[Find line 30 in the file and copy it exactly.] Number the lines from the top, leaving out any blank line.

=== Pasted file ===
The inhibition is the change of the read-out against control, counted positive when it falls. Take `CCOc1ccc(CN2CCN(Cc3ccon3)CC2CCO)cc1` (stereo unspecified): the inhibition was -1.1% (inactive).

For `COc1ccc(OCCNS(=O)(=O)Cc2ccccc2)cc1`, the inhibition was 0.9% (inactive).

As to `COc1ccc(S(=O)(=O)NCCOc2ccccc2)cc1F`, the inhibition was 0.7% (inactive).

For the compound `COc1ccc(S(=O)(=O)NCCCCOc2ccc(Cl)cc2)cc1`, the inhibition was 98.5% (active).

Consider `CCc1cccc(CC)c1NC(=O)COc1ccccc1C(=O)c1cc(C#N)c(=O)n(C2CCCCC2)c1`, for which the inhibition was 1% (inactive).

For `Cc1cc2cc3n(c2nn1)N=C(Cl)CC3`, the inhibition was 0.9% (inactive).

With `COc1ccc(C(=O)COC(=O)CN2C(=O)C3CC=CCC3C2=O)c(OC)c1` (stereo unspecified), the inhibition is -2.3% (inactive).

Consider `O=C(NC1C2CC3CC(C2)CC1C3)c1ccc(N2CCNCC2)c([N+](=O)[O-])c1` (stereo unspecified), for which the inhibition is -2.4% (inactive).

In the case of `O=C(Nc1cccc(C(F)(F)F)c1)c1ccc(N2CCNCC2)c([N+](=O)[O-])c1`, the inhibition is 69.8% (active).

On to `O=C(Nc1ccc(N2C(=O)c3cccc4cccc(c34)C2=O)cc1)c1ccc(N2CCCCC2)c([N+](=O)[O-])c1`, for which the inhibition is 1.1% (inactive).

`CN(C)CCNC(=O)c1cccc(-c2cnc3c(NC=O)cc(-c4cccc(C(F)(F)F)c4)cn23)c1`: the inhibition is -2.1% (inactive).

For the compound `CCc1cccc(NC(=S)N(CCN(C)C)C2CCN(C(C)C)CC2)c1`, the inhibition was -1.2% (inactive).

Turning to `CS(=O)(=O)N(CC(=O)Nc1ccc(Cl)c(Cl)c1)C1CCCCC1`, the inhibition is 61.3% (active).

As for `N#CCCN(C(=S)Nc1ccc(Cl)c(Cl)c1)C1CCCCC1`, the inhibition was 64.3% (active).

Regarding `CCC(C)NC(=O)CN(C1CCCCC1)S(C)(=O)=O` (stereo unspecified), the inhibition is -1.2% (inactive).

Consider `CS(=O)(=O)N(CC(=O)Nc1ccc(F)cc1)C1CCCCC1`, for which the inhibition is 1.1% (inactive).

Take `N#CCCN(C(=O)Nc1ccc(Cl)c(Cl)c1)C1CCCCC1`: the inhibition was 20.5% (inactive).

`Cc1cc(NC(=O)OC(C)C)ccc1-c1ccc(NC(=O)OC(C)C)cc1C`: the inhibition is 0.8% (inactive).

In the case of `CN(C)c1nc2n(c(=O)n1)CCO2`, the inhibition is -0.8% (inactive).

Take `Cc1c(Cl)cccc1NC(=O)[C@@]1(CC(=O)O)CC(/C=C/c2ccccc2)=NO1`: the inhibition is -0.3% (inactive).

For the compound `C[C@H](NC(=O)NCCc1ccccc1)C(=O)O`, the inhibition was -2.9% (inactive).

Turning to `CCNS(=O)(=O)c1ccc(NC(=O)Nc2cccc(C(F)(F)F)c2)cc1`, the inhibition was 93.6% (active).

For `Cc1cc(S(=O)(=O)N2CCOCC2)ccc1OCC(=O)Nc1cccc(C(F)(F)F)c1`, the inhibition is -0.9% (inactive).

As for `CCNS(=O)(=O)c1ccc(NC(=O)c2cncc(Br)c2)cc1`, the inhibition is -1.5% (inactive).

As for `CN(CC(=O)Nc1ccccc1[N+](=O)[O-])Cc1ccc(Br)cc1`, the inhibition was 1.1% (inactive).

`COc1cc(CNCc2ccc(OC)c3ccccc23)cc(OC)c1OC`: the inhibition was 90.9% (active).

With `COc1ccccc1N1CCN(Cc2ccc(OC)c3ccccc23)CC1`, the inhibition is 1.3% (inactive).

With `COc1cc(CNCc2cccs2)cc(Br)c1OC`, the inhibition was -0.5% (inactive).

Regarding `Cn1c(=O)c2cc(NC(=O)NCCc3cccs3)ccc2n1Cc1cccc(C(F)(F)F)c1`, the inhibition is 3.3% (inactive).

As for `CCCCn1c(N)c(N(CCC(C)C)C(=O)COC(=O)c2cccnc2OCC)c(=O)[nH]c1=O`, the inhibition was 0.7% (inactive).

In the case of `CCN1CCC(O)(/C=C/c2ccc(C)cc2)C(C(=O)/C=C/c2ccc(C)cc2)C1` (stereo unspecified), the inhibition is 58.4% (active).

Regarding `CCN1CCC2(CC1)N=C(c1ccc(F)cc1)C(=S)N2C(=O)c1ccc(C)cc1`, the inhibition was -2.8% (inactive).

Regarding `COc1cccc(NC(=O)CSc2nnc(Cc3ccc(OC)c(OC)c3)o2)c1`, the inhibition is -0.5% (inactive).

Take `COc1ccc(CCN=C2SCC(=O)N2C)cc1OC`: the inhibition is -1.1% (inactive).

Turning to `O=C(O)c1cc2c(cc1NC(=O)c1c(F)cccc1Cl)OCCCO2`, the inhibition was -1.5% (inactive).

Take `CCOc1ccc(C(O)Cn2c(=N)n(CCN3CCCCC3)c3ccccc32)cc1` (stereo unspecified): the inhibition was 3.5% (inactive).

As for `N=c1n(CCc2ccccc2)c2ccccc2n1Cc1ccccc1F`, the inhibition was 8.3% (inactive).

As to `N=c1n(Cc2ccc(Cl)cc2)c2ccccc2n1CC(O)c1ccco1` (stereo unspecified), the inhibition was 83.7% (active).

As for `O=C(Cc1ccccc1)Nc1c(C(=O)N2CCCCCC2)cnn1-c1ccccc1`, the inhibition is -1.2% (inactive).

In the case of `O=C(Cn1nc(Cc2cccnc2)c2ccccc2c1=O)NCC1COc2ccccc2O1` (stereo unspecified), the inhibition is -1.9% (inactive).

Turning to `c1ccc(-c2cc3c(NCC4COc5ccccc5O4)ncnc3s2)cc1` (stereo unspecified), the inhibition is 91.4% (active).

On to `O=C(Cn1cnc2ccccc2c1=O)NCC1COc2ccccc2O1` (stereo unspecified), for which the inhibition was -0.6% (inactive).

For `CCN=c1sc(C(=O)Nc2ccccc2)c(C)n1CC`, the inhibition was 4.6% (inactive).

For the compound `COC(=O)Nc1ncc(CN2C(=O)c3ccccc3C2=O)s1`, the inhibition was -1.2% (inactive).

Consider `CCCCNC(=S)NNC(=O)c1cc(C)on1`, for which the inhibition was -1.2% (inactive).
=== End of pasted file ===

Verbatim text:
As for `CCCCn1c(N)c(N(CCC(C)C)C(=O)COC(=O)c2cccnc2OCC)c(=O)[nH]c1=O`, the inhibition was 0.7% (inactive).